Alfred Nobel created prizes to be awarded in the categories of literature, physics,chemistry peace, economics, and physiology and medicine in his will to those Nobel Prize winners whose inventions or discoveries were the best for mankind’s benefit.
The prizes have been awarded since 1901 and include 825 male and 47 female Nobel Prize winners. Those recognized in STEM fields have included many talented and innovative individuals throughout the world. Here’s a closer look at some of winners in the STEM categories.
Physiology and Medicine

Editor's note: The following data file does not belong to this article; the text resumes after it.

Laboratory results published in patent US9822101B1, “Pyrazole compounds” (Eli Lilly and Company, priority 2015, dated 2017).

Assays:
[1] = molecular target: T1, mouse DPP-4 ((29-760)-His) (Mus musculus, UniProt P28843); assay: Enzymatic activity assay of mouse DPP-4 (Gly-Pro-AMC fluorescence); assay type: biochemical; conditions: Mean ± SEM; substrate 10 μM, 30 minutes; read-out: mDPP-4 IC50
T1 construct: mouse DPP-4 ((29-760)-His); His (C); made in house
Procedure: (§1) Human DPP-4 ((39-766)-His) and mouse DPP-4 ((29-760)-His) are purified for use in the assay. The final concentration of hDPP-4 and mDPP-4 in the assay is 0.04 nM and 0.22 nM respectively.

Rita Levi-Montalcini was born in Turin, Italy, and won the Nobel Prize in 1986 in Physiology or Medicine jointly with her colleague Stanley Cohen for discovery of nerve growth factor. Her father was an electrical engineer and mathematician, but he discouraged his daughter from attending college because he thought it would prevent her from becoming a wife and mother. Levi-Montalcini wanted to become a doctor after a close family friend died of cancer, and her father eventually supported her and this future Nobel Prize winner graduated from the University of Turin summa cum laude in 1936. She stayed on at the university as an assistant to Giuseppe Levi, a neurohistologist. Another roadblock was put in her way with the passage of a law in 1938 which prohibited Jews from holding university positions, but Levi-Montalcini studied nerve fibers growth in chicken embryos in a lab she created in her bedroom. Even after fleeing her home in 1943 during the German invasion of Italy, she created a laboratory in shared living space at their temporary Florence quarters. After the war, she won a research associate position at Washington University in St. Louis under Viktor Hamburger and it was there that she concentrated on her nerve growth factor research. This Nobel Prize winner continued her career into the 1990s, and from 2001 until her death in 2009 Levi-Montalcini served as a Senator for Life in the Italian Senate.